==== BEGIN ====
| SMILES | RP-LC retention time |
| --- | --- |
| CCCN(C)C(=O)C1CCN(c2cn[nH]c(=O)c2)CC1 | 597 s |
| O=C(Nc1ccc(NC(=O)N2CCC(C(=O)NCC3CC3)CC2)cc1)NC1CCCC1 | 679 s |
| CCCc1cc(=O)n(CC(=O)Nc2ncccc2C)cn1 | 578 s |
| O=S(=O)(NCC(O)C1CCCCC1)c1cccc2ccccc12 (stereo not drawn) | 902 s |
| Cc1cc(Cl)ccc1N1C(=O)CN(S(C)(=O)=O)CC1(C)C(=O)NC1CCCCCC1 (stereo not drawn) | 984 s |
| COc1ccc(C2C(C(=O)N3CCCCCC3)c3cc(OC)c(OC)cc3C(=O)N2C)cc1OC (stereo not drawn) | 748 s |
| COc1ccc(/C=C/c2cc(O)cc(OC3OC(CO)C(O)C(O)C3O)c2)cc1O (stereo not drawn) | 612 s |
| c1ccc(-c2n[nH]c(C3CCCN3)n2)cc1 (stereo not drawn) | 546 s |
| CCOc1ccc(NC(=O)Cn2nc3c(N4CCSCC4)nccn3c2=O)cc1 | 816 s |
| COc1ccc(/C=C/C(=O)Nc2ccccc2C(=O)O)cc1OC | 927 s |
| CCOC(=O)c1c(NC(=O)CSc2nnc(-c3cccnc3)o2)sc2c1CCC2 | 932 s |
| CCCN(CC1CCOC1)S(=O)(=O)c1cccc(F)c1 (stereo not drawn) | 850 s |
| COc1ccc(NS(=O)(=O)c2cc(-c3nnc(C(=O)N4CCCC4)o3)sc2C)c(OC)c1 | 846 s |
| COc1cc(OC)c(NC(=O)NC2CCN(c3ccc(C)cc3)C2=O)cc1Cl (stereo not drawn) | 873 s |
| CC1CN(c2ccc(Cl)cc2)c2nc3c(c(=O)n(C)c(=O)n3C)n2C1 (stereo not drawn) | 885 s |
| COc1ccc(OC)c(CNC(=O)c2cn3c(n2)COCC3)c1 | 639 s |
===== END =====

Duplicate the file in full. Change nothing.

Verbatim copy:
| SMILES | RP-LC retention time |
| --- | --- |
| CCCN(C)C(=O)C1CCN(c2cn[nH]c(=O)c2)CC1 | 597 s |
| O=C(Nc1ccc(NC(=O)N2CCC(C(=O)NCC3CC3)CC2)cc1)NC1CCCC1 | 679 s |
| CCCc1cc(=O)n(CC(=O)Nc2ncccc2C)cn1 | 578 s |
| O=S(=O)(NCC(O)C1CCCCC1)c1cccc2ccccc12 (stereo not drawn) | 902 s |
| Cc1cc(Cl)ccc1N1C(=O)CN(S(C)(=O)=O)CC1(C)C(=O)NC1CCCCCC1 (stereo not drawn) | 984 s |
| COc1ccc(C2C(C(=O)N3CCCCCC3)c3cc(OC)c(OC)cc3C(=O)N2C)cc1OC (stereo not drawn) | 748 s |
| COc1ccc(/C=C/c2cc(O)cc(OC3OC(CO)C(O)C(O)C3O)c2)cc1O (stereo not drawn) | 612 s |
| c1ccc(-c2n[nH]c(C3CCCN3)n2)cc1 (stereo not drawn) | 546 s |
| CCOc1ccc(NC(=O)Cn2nc3c(N4CCSCC4)nccn3c2=O)cc1 | 816 s |
| COc1ccc(/C=C/C(=O)Nc2ccccc2C(=O)O)cc1OC | 927 s |
| CCOC(=O)c1c(NC(=O)CSc2nnc(-c3cccnc3)o2)sc2c1CCC2 | 932 s |
| CCCN(CC1CCOC1)S(=O)(=O)c1cccc(F)c1 (stereo not drawn) | 850 s |
| COc1ccc(NS(=O)(=O)c2cc(-c3nnc(C(=O)N4CCCC4)o3)sc2C)c(OC)c1 | 846 s |
| COc1cc(OC)c(NC(=O)NC2CCN(c3ccc(C)cc3)C2=O)cc1Cl (stereo not drawn) | 873 s |
| CC1CN(c2ccc(Cl)cc2)c2nc3c(c(=O)n(C)c(=O)n3C)n2C1 (stereo not drawn) | 885 s |
| COc1ccc(OC)c(CNC(=O)c2cn3c(n2)COCC3)c1 | 639 s |